Federal Reserve raises interest rate by 0.25%

Second rate rise in three months fuelled by job gains and improved global outlook

Federal Reserve chair Janet Yellen: the Fed is due to release its latest policy statement and updated economic forecasts on Wednesday.  Photograph: Yuri Gripas/Reuters

Federal Reserve chair Janet Yellen: the Fed is due to release its latest policy statement and updated economic forecasts on Wednesday. Photograph: Yuri Gripas/Reuters

 

The US central bank has raised short-term interest rates for the third time since the financial crisis, stepping up the pace of tightening as policymakers grow increasingly confident that America’s enduring recovery will lift inflation.

The Federal Reserve raised the target range for the federal funds rate to 0.75 per cent to 1 per cent, in a move that has come earlier than markets were expecting as recently as last month.

Fed policymakers stuck with previous median projections that there will be a total of three increases in rates this year, defying predictions from some analysts that it would release a more aggressive set of rate-raising forecasts. One rate-setter – Neel Kashkari of the Minneapolis Fed – dissented from the vote for a rise, arguing in favour of unchanged rates.

In new language, the Fed’s statement also stressed that its inflation target is symmetric, in an acknowledgment that price growth could surpass its 2 per cent target without forcing the central bank to clamp down precipitately.

Treasury yields dived and the US dollar came under pressure immediately after the statement. The yield on the 10-year treasury note, which moves inversely to price, fell by as much as 8.9 basis points to 2.511 per cent, its biggest intraday drop in two months. The two-year yield was down 4.6 per cent at 1.330 per cent.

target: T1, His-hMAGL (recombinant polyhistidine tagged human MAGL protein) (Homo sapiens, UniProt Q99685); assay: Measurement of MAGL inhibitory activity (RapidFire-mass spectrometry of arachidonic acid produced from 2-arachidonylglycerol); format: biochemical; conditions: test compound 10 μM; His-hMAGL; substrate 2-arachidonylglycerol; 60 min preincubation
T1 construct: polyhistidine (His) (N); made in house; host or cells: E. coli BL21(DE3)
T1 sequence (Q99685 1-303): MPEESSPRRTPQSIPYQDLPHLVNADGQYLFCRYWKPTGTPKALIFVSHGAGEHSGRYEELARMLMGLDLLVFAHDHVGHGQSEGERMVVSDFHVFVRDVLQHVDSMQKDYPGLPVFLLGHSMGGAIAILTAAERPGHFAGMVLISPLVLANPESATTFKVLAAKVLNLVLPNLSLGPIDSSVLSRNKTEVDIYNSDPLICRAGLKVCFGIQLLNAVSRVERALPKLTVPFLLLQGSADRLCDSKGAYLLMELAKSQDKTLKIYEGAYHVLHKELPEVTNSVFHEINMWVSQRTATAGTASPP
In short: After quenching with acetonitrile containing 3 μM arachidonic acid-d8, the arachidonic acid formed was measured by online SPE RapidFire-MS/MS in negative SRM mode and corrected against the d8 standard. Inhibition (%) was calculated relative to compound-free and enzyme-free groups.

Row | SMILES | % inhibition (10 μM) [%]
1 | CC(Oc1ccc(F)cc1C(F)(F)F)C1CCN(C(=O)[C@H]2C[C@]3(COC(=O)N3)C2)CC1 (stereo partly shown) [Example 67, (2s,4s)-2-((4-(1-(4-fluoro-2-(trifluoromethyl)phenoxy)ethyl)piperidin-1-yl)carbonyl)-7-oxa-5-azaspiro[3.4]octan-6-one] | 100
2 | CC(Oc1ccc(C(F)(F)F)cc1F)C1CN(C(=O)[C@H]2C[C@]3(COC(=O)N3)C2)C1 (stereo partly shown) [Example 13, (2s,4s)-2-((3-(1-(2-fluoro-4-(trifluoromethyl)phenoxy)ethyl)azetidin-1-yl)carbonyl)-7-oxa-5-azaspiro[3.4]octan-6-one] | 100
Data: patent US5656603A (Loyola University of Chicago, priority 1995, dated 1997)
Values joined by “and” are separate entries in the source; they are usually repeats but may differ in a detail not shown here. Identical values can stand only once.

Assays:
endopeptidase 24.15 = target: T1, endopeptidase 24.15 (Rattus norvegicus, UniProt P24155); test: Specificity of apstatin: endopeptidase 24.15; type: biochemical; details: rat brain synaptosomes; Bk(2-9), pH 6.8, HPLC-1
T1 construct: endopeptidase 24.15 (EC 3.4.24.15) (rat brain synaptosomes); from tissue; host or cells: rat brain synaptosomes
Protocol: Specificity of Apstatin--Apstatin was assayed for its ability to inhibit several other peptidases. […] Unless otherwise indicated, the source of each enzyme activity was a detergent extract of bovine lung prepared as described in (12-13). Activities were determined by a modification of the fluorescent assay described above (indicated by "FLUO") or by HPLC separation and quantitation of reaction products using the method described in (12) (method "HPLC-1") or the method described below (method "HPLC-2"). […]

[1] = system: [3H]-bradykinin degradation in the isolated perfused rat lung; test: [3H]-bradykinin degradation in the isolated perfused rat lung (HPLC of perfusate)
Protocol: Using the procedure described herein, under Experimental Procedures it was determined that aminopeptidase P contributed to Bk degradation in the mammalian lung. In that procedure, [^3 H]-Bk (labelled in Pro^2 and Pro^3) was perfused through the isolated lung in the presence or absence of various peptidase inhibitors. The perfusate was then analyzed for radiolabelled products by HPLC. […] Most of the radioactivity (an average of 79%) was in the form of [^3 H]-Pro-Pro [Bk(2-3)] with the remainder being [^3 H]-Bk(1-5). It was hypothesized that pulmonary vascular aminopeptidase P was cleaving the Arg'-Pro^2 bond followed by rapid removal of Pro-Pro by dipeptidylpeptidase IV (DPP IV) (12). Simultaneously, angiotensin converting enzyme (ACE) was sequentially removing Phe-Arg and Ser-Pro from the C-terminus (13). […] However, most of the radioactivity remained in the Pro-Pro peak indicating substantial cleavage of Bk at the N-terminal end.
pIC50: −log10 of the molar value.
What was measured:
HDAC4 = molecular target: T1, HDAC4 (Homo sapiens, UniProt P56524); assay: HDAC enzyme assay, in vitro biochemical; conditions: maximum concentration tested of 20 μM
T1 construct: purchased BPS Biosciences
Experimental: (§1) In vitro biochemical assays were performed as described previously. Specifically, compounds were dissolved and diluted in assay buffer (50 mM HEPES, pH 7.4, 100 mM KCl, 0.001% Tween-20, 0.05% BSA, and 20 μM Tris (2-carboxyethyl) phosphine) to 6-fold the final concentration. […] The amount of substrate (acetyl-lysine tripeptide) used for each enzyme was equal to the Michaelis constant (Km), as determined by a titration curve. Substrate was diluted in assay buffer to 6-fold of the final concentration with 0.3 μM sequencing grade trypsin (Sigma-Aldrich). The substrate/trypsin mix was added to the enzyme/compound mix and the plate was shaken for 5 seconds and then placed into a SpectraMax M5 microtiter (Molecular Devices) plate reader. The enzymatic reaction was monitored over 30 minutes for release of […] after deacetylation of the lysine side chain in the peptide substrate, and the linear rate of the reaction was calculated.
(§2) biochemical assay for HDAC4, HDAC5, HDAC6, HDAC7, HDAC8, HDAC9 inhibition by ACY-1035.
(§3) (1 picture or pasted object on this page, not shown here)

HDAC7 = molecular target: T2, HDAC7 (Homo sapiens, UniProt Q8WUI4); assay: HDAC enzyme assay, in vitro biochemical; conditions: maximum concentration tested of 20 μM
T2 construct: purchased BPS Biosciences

The dollar index, which gauges the buck against a basket of half a dozen peers, was down by 0.7 per cent, as expectations of four rate rises were dashed.

Federal funds futures pinned the probability of four or more increases at 18.9 per cent at midday on Wednesday, down from 24.5 per cent on Tuesday, according to Bloomberg data. Odds of a June rate rise also retreated to 47 per cent, down from about 60 per cent yesterday.

Turning point

Janet Yellen, the Fed chair, signalled in Chicago this month that the Federal Open Market Committee thought monetary policy has hit a turning point that would require rate rises to come more frequently than the once-a-year pace set in 2015 and 2016.

In a press conference, Ms Yellen suggested that the Fed’s economic and policy outlook had not changed substantially since December and emphasised that she was not going to rush to judgment about the impact of changes to tax and spending policy by Congress. While some analysts expect looser fiscal policy to juice the US economy next year, Ms Yellen said “we have plenty of time to see what happens”.

Among the factors that are underpinning the Feds confidence are employment and inflation data that are approaching the Fed’s targets, a reduction for the time being in perceived risks overseas, and an ebullient mood in stock markets.

In its post-meeting statement, the US central bank signalled it was getting more confident about inflation, noting that headline price growth has moved close to its 2 per cent objective, even if its favoured measure of core inflation remains lower.

Highlighting “solid” job gains, the Fed’s statement also underscored an improvement in business investment compared with previous meetings. The risks to the outlook remain “roughly balanced” it said, mirroring recent language.

However as Fed officials’ economic forecasts showed, the Fed has by no means ditched its cautious approach to monetary normalisation, with its post-meeting statement reiterating guidance that further rate increases will be gradual.

The so-called dot plot projections pointed to a quicker pace of tightening than the once-a-year speed set over the past two years, but the Fed forecasts remain shy of predictions by some forecasters that there could be four increases this year.

– Copyright The Financial Times Limited 2017